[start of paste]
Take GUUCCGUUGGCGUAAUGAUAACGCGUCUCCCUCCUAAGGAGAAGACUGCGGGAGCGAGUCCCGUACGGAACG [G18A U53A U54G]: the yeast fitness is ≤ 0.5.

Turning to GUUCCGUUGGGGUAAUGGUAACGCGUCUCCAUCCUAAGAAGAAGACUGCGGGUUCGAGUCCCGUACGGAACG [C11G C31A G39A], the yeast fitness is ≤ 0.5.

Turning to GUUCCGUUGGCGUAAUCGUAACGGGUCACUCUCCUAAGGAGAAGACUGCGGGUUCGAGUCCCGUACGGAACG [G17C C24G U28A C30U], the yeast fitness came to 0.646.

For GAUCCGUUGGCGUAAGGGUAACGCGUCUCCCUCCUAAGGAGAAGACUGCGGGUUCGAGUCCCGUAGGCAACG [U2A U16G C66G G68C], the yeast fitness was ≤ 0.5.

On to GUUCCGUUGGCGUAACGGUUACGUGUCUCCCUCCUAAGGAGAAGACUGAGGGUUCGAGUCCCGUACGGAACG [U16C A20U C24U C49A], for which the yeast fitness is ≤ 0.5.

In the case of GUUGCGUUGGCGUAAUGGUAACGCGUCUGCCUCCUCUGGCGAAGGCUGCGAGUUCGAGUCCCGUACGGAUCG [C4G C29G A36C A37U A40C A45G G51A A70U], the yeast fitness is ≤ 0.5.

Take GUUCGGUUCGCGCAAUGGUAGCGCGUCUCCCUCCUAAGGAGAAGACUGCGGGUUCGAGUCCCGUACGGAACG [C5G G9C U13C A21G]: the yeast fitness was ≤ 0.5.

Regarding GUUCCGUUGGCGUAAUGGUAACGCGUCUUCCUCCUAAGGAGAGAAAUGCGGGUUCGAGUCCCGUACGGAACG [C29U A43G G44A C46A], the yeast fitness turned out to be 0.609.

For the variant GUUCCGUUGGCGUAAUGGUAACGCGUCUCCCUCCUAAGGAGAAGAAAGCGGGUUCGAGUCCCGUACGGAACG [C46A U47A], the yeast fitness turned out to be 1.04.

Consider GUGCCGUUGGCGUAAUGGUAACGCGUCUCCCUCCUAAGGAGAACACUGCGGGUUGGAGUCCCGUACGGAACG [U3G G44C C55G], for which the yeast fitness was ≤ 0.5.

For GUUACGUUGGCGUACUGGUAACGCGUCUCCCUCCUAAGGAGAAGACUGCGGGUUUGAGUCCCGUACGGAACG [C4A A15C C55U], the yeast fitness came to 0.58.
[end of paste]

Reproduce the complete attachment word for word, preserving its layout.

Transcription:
Take GUUCCGUUGGCGUAAUGAUAACGCGUCUCCCUCCUAAGGAGAAGACUGCGGGAGCGAGUCCCGUACGGAACG [G18A U53A U54G]: the yeast fitness is ≤ 0.5.

Turning to GUUCCGUUGGGGUAAUGGUAACGCGUCUCCAUCCUAAGAAGAAGACUGCGGGUUCGAGUCCCGUACGGAACG [C11G C31A G39A], the yeast fitness is ≤ 0.5.

Turning to GUUCCGUUGGCGUAAUCGUAACGGGUCACUCUCCUAAGGAGAAGACUGCGGGUUCGAGUCCCGUACGGAACG [G17C C24G U28A C30U], the yeast fitness came to 0.646.

For GAUCCGUUGGCGUAAGGGUAACGCGUCUCCCUCCUAAGGAGAAGACUGCGGGUUCGAGUCCCGUAGGCAACG [U2A U16G C66G G68C], the yeast fitness was ≤ 0.5.

On to GUUCCGUUGGCGUAACGGUUACGUGUCUCCCUCCUAAGGAGAAGACUGAGGGUUCGAGUCCCGUACGGAACG [U16C A20U C24U C49A], for which the yeast fitness is ≤ 0.5.

In the case of GUUGCGUUGGCGUAAUGGUAACGCGUCUGCCUCCUCUGGCGAAGGCUGCGAGUUCGAGUCCCGUACGGAUCG [C4G C29G A36C A37U A40C A45G G51A A70U], the yeast fitness is ≤ 0.5.

Take GUUCGGUUCGCGCAAUGGUAGCGCGUCUCCCUCCUAAGGAGAAGACUGCGGGUUCGAGUCCCGUACGGAACG [C5G G9C U13C A21G]: the yeast fitness was ≤ 0.5.

Regarding GUUCCGUUGGCGUAAUGGUAACGCGUCUUCCUCCUAAGGAGAGAAAUGCGGGUUCGAGUCCCGUACGGAACG [C29U A43G G44A C46A], the yeast fitness turned out to be 0.609.

For the variant GUUCCGUUGGCGUAAUGGUAACGCGUCUCCCUCCUAAGGAGAAGAAAGCGGGUUCGAGUCCCGUACGGAACG [C46A U47A], the yeast fitness turned out to be 1.04.

Consider GUGCCGUUGGCGUAAUGGUAACGCGUCUCCCUCCUAAGGAGAACACUGCGGGUUGGAGUCCCGUACGGAACG [U3G G44C C55G], for which the yeast fitness was ≤ 0.5.

For GUUACGUUGGCGUACUGGUAACGCGUCUCCCUCCUAAGGAGAAGACUGCGGGUUUGAGUCCCGUACGGAACG [C4A A15C C55U], the yeast fitness came to 0.58.